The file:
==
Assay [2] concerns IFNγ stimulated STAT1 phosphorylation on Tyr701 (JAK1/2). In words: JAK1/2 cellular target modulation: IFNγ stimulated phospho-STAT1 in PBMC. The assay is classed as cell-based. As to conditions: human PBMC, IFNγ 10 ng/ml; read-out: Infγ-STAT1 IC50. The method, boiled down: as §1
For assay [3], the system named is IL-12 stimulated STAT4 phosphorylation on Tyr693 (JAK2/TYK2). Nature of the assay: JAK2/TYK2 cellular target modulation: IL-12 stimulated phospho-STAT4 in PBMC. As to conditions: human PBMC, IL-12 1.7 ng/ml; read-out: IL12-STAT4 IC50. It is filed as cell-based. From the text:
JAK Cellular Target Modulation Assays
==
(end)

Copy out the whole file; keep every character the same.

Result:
Assay [2] concerns IFNγ stimulated STAT1 phosphorylation on Tyr701 (JAK1/2). In words: JAK1/2 cellular target modulation: IFNγ stimulated phospho-STAT1 in PBMC. The assay is classed as cell-based. As to conditions: human PBMC, IFNγ 10 ng/ml; read-out: Infγ-STAT1 IC50. The method, boiled down: as §1
For assay [3], the system named is IL-12 stimulated STAT4 phosphorylation on Tyr693 (JAK2/TYK2). Nature of the assay: JAK2/TYK2 cellular target modulation: IL-12 stimulated phospho-STAT4 in PBMC. As to conditions: human PBMC, IL-12 1.7 ng/ml; read-out: IL12-STAT4 IC50. It is filed as cell-based. From the text:
JAK Cellular Target Modulation Assays